A similar process appears in this supposedly humorous feature. The author imagines how she would run various scientific agencies or universities in 'evil overlord' mode. Example:
I'd like the EPA to continue monitoring the environmental status across the nation. That's important. It's just that, instead of having them work for environmental protection through legal and administrative channels, I would want them to have an Old West style posse. No, not an Unforgiven-style posse. A Paint Your Wagon style posse, with pastel shirts and neckerchiefs. I can't describe how much fun it would be to just cut through that legal stuff, ride in somewhere, call the director of a certain company a "varmint," and make him ride out of town on a rail. There would be so much more than that, though. There would be lassoings, and tar-and-featherings, and shoot-outs in corrals.
EPA already does that, idiot. That's the whole fucking purpose of EPA. Make war against America with maximum force. SMASH the country to carbon-neutral nanoparticles. Eliminate People Altogether.
The commenters took the idea and ran with it. Most egregious:
If I ran ATF, I would turn it evil. Every drunk and stoner would bow down to me. That would leave little of the country to resist, especially since the NRA would be my "peacekeepers."
ATF is already evil, idiot. It specializes in killing babies and bombing communities down to bedrock when the communities dare to own a gun while holding unfashionable beliefs. That's pure totalitarian evil. And the ATF is NOT friendly with the NRA, you grotesque loony.
Where do these delusions come from? When you own everything and destroy everything, you should KNOW that you own everything and destroy everything. You should be HAPPY that you've ruined the universe. You shouldn't develop strange notions that there's something left to ruin, because there isn't.
I suppose it's like the delusion at the base of anorexia, where you constantly see your body as too fat even after you've reduced it to a skeleton.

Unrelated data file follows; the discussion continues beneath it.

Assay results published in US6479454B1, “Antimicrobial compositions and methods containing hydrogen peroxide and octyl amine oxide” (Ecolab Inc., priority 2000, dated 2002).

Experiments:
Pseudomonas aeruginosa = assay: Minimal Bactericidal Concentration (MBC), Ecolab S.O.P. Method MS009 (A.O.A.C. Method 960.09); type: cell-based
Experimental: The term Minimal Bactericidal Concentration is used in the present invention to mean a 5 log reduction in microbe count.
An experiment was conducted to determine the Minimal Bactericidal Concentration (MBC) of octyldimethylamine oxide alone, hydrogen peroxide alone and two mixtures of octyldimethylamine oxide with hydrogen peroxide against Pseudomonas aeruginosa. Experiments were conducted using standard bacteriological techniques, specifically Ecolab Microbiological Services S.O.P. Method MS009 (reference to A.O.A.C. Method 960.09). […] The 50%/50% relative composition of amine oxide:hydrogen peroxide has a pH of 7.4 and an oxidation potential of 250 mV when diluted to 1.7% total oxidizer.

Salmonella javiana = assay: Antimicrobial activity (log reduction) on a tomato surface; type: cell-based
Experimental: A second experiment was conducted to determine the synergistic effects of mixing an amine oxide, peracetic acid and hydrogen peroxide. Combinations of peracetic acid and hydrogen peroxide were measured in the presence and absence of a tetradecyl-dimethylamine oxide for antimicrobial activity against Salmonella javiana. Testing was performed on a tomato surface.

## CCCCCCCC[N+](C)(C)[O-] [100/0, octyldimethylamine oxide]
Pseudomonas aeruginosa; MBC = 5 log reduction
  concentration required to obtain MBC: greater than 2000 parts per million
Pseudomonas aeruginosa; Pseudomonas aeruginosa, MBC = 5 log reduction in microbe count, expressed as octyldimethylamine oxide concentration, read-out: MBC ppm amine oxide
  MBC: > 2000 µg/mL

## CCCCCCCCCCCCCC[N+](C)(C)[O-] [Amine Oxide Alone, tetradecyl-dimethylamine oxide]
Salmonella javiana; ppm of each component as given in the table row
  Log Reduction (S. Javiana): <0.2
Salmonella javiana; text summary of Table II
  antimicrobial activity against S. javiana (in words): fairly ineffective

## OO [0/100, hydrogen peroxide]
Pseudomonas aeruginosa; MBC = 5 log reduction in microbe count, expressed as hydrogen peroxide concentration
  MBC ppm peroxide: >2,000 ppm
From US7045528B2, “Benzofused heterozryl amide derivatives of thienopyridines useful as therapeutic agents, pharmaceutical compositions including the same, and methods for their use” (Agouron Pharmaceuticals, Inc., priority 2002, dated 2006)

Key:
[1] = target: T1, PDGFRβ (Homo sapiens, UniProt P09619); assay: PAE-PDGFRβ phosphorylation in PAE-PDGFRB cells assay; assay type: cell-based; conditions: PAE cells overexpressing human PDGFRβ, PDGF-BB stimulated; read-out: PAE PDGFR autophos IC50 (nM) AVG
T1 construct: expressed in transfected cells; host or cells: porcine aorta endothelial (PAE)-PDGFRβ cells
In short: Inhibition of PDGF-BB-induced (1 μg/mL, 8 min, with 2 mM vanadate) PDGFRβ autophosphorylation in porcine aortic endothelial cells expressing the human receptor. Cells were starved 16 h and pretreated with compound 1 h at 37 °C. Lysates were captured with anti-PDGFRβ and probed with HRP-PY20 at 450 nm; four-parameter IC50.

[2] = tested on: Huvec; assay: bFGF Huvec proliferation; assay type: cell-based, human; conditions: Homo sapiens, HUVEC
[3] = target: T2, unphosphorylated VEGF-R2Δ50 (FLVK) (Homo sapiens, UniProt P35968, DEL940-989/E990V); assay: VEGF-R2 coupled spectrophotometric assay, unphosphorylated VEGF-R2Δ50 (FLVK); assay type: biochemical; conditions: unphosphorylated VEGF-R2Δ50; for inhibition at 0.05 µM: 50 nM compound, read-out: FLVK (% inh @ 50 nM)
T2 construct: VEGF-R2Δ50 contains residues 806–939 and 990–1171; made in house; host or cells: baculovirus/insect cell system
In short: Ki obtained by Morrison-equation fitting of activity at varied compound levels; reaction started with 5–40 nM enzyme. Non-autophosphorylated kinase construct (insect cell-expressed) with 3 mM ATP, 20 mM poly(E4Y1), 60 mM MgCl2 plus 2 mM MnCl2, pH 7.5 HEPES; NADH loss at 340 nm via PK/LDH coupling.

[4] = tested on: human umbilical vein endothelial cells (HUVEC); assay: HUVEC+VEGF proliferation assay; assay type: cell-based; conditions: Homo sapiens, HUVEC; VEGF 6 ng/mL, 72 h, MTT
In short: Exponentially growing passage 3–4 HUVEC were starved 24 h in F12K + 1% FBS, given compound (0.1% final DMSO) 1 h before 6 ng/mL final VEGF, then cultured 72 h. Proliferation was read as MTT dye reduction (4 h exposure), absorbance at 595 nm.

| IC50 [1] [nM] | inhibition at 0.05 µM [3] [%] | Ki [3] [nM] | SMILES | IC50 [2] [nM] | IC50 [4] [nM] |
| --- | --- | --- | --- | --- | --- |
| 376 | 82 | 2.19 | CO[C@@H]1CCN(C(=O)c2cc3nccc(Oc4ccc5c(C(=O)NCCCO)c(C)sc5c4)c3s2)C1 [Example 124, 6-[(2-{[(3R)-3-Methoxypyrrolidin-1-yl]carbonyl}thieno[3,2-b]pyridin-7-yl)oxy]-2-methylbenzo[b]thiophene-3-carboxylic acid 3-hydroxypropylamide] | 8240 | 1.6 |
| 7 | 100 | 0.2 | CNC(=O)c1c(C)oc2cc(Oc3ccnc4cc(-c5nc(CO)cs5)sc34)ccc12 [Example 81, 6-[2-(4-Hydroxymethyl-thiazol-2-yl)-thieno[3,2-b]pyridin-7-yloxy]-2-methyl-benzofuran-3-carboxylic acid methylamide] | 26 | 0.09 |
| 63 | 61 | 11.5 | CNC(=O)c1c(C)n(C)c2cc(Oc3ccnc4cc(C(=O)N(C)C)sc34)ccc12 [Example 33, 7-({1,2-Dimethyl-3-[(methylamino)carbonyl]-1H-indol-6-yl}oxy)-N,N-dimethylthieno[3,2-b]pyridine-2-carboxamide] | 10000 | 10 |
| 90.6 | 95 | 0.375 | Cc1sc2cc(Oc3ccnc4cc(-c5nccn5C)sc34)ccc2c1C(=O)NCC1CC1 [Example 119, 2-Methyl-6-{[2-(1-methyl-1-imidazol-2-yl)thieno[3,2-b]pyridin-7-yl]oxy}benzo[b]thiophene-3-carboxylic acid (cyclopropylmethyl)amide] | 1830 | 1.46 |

¶ 5:06 AM
Progressives harming their beneficiaries, as usual
Some Harvard idiot named LaTanya got all weeweed up because Google recognized her name as a black name. She noticed that Google was popping lots of ads for "see your criminal record" services toward her, and decided to do what Harvard idiots always do. She ran a survey and got lots of attention from the Satanic media. She found that Google's popups were 25% more black-oriented for people with black names.
In the specific case of criminal-related services, Google is actually UNDERrepresenting black names. Blacks commit 8 times more violent crimes than whites, so a fair and equitable popup imbalance would be 800%, not 25%. This parallels the usual Harvard idiot concern for black "overrepresentation" in prison. You don't even need numbers to figure this one out. The black part of town consistently has more crimes than the white part of town, which tells you that the police are UNDER-arresting and UNDER-convicting blacks. If arrests and sentences were exactly fair, all parts of town would have the same crime rate, because the same proportion of their professional criminals would be off the street.